searching for history in modern Madrid
Madrid Travel Blog› entry 4 of 10 › view all entries
As I wrote in "no offense, Madrid...", I'm a Barcelona person. Part of it is certainly because I'm a medievalist. In the 13th century, Barcelona was one of the most important ports on the Mediterranean, while Madrid was a bump on a log. Madrid didn't come into its own until it became the Spanish capital in the 16th century, and the city's monuments reflect their disparate histories. When I had a few hours to kill in Madrid before catching my train back to Barcelona, I cracked open my Lonely Planet and decided to go digging for some history underneath the very modern city that is Madrid!
I started out in Puerta del Sol, Madrid's central plaza.
The narrow streets south of the town hall took me into the moreria, or Moorish quarter, where the city's Muslim population lived after Madrid (called al-Majrit in Arabic) was retaken by Spanish Christians in the 11th century.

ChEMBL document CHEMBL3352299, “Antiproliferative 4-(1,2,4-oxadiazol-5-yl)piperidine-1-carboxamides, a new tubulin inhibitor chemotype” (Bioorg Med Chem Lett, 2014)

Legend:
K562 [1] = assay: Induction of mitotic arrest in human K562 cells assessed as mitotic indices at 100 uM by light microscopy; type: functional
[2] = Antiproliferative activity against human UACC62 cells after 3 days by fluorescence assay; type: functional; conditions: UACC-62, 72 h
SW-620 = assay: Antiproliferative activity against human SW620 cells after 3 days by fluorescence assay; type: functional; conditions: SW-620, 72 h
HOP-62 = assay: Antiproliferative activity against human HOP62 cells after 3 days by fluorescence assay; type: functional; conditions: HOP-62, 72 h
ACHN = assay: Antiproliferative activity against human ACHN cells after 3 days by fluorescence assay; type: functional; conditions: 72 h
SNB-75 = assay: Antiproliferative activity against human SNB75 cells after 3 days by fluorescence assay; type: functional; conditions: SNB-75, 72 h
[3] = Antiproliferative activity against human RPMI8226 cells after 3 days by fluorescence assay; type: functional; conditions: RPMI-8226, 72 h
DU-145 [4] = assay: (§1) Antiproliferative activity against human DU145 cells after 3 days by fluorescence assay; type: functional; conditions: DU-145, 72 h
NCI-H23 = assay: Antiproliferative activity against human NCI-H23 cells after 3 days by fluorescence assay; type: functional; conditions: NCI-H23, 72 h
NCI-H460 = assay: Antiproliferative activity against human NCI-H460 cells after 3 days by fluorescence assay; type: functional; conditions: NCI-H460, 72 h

More of Madrid's most important sites can be found in what used to be the Moorish quarter. Heading east from San Andres and crossing Calle de Bailen, you will arrive at Las Vistillas, a magnificent terrace overlooking the gardens of the Royal Palace. There's a nice view from here of Madrid's cathedral, La Almudena, which is just a bit further north along C/ Bailen. The current building dates from the 19th and 20th centuries, but a thousand years ago, another one of Muslim Madrid's mosques stood here.
Continuing along Bailen, beyond the cathedral, is the Royal Palace (Palacio Real), constructed in the 18th century. Even before Madrid became the royal capital in the 16th century, the kings of Castile and Leon had a castle here, which they had captured and modified from the Spanish Muslims. The current king and queen of Spain have never actually lived here, preferring a smaller palace (La Zarzuela) on the town's outskirts, but the Palacio Real is still used for ceremonial purposes and is open to the public. On the eastern side of the palace is the elegant Plaza del Oriente, which contains statues of dozens of Spanish monarchs, nobles, and heroes -- a veritable history lesson in itself!